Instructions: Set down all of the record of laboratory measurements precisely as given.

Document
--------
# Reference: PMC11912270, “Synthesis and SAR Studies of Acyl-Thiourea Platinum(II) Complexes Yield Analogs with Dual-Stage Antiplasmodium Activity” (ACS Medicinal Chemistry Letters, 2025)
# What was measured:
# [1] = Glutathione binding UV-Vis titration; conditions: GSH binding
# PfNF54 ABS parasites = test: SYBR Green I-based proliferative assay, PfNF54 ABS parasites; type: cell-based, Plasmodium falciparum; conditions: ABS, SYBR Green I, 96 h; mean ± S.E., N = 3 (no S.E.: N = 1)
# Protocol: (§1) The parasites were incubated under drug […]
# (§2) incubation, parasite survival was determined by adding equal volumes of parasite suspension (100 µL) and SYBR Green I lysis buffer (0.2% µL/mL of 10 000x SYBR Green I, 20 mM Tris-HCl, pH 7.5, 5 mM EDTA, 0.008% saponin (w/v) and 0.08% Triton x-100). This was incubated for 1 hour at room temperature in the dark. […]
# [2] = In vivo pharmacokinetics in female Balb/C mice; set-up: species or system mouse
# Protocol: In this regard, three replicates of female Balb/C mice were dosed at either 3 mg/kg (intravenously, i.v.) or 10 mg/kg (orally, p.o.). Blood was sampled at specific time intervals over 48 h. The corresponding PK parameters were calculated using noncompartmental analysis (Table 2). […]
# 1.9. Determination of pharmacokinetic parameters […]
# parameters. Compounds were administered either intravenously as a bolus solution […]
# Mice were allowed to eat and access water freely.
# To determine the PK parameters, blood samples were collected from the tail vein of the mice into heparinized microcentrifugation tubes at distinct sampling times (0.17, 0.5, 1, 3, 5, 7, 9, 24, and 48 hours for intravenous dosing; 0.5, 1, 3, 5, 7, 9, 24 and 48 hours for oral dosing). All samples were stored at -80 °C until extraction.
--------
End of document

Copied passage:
# Reference: PMC11912270, “Synthesis and SAR Studies of Acyl-Thiourea Platinum(II) Complexes Yield Analogs with Dual-Stage Antiplasmodium Activity” (ACS Medicinal Chemistry Letters, 2025)
# What was measured:
# [1] = Glutathione binding UV-Vis titration; conditions: GSH binding
# PfNF54 ABS parasites = test: SYBR Green I-based proliferative assay, PfNF54 ABS parasites; type: cell-based, Plasmodium falciparum; conditions: ABS, SYBR Green I, 96 h; mean ± S.E., N = 3 (no S.E.: N = 1)
# Protocol: (§1) The parasites were incubated under drug […]
# (§2) incubation, parasite survival was determined by adding equal volumes of parasite suspension (100 µL) and SYBR Green I lysis buffer (0.2% µL/mL of 10 000x SYBR Green I, 20 mM Tris-HCl, pH 7.5, 5 mM EDTA, 0.008% saponin (w/v) and 0.08% Triton x-100). This was incubated for 1 hour at room temperature in the dark. […]
# [2] = In vivo pharmacokinetics in female Balb/C mice; set-up: species or system mouse
# Protocol: In this regard, three replicates of female Balb/C mice were dosed at either 3 mg/kg (intravenously, i.v.) or 10 mg/kg (orally, p.o.). Blood was sampled at specific time intervals over 48 h. The corresponding PK parameters were calculated using noncompartmental analysis (Table 2). […]
# 1.9. Determination of pharmacokinetic parameters […]
# parameters. Compounds were administered either intravenously as a bolus solution […]
# Mice were allowed to eat and access water freely.
# To determine the PK parameters, blood samples were collected from the tail vein of the mice into heparinized microcentrifugation tubes at distinct sampling times (0.17, 0.5, 1, 3, 5, 7, 9, 24, and 48 hours for intravenous dosing; 0.5, 1, 3, 5, 7, 9, 24 and 48 hours for oral dosing). All samples were stored at -80 °C until extraction.